Polyphony takes to the stage

To be uncompromising with showcasing culture, and to have honest explorations of themselves is what rice & beans theatre want from artists when developing their art form. The first-ever Polyphonic Translation Residency Showcase (June 9), from rice & beans theatre, features the multilingual works of Emily Jung, Dead Korean Girl Comedy Show, (Toronto) and of Sarvin Esmaeili, Maman, do you love me? (Vancouver).

“Polyphonic is a step for us to find a way to increase the number of opportunities to develop and hone our skills as multilingual artists,” says Pedro Chamale, rice & beans theatre’s artistic director (from press release).

The collaboration also features Anthony Lee, Andie Lloyd, Jenn Park, Maki Yi, Tanaz Roudgar, Soha Sanajou, and Elika Mojtabaei.

Residency & showcase

Sarvin Esmaeili |

The first of its kind in Western Canada, the Showcase is the culmination of Jung and Esmaeili’s 10-day residency, where they received dramaturgical and collaborative support as they worked on their respective projects.

“The works by Emily and Sarvin are right in line with values that Derek [Chan] and I had when we started the company. They are passionate about the message,” says Chamale.

Jung’s Dead Korean Girl Comedy Show, is a Korean-English play about two Korean girls trying to find peace after their accidental deaths. Esmaeili’s Maman, do you love me? is a Farsi-English exploration of maternal relationships.

“Without the pressure of filling a theatre or being a hot-selling ticket,” says Chamale, “artists can take time and space to give their wonderful projects what is needed for these very personal and important works.”

Meet Polyphonic Translation Residency’s first artists

Tkaronto-based Emily Jung (she/her) is an artworker. She is the director of communications at The Theatre Centre, and runs the conceptual artworker collective and meme page ‘Labour in the Arts.’ Jung is also a co-facilitator of the Theatre workers stop working and chill event series where she and artist Amanda Lin invite theatre workers to a consciously set aside, shared, non-work related creative zone-out time. Jung is grateful to be working on her play Dead Korean Girl Comedy Show, developing in part through rice & beans theatre’s Polyphonic Translation Residency, with co-creator Jennifer Park. Her recent creative essay, Korean Seniors Don’t Care for Bingo is available online at Choa Magazine.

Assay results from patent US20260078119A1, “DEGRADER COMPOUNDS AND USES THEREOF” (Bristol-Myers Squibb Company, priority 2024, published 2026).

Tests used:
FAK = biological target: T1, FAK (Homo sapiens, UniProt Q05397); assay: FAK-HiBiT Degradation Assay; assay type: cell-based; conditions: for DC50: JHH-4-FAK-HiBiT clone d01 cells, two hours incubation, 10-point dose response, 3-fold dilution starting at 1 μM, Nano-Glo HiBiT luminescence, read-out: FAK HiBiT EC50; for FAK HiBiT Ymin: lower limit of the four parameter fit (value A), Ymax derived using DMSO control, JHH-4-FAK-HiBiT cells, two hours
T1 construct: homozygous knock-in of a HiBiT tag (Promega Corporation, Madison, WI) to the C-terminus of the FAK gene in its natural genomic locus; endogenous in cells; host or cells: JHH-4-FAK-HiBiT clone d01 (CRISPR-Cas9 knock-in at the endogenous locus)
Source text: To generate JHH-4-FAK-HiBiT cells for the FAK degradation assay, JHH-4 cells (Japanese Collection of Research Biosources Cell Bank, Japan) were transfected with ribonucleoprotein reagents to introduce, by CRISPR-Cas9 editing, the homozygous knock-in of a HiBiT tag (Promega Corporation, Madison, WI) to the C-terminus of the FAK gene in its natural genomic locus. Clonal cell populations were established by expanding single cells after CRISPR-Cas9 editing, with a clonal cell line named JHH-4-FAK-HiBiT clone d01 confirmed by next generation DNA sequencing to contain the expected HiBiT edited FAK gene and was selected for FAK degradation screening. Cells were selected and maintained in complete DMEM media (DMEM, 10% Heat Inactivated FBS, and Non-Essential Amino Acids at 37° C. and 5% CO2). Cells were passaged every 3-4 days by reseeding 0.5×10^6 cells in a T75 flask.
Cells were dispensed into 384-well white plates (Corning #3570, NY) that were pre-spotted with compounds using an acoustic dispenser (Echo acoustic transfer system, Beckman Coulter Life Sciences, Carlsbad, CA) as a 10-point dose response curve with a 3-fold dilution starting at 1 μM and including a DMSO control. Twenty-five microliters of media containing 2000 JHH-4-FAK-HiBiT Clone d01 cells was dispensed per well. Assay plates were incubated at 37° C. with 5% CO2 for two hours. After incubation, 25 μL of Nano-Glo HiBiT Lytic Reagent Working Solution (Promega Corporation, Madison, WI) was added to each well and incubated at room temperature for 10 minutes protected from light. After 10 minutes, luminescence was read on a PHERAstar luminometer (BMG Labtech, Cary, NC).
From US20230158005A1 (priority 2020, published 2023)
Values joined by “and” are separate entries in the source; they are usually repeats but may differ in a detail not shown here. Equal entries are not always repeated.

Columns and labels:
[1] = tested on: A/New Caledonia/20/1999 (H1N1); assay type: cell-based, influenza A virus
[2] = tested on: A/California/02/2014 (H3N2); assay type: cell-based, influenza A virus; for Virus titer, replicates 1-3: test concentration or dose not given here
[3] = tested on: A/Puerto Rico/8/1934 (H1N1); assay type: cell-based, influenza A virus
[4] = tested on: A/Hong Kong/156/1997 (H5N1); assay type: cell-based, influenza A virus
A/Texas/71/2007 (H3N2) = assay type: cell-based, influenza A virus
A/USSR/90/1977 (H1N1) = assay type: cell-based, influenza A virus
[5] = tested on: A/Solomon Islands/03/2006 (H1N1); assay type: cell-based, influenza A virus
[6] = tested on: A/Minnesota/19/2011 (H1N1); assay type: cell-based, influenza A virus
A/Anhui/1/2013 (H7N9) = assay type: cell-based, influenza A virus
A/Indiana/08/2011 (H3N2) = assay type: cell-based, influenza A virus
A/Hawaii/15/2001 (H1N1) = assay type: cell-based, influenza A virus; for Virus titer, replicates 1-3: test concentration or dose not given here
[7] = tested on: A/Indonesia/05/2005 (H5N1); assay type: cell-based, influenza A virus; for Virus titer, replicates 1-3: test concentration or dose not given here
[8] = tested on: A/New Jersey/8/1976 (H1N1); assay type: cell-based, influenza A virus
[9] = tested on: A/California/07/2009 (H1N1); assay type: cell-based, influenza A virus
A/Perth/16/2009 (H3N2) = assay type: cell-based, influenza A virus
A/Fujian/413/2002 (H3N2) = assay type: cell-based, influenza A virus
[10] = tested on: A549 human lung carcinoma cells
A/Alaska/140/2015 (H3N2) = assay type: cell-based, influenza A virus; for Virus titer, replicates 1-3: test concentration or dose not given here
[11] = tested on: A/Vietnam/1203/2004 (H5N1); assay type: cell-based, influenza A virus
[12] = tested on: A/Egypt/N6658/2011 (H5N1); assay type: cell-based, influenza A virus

Emily Jung | Photo courtesy of rice&beans theatre.

Esmaeili, a graduate of Studio 58, was born in Tehran, Iran. As a queer multidisciplinary theater artist, she wants to create and to share stories/spaces that support the collective healing practice of the community.

She has written plays with Arts Club’s LEAP, Frank Theatre’s Telling it bent, Rumble theatre and Blackout Arts Society. She loves holding sacred spaces for adults and children by allowing them to play and expand their creativity at Shadbolt Arts Centre. When in need of a break, they sing, drum and dance at a full moon ceremony with their soul family. The artist is grateful to rice & beans theatre for enabling her to explore Farsi on stage.

More about the residency

The Polyphonic Translation Residency is an expansion of their existing DBLSPK Program conceived to prioritize deepening of the field of multilingual theatre makers.

“I am so excited to be associated with these artists, and to be, for a short time, along for the ride. [Jung and Esmaeili] are forging new work that will only add to the growing plethora of fantastic IBPOC [Indigenous, Black, People of Colour] work that is happening,” says Chamale. “We are so lucky to have had them apply, and for them to be Polyphonic’s first-ever resident artists.”

During the summer, rice & beans will welcome two multilingual artists/translators who have a project in development, one local and one from out-of-town. Artists will be hosted in Vancouver, British Columbia at a local house rental for 10 days, and be provided all the resources needed for focused, uninterrupted time on their work. Over the residency, they will receive dramaturgical and collaborative support on their project and at the end of the residency, the artists will take part in a public presentation where community members can attend and engage in discussion with the artists around language and dramaturgy.

Applications for the 2024 residency will open in the summer of 2023.

For more information visit: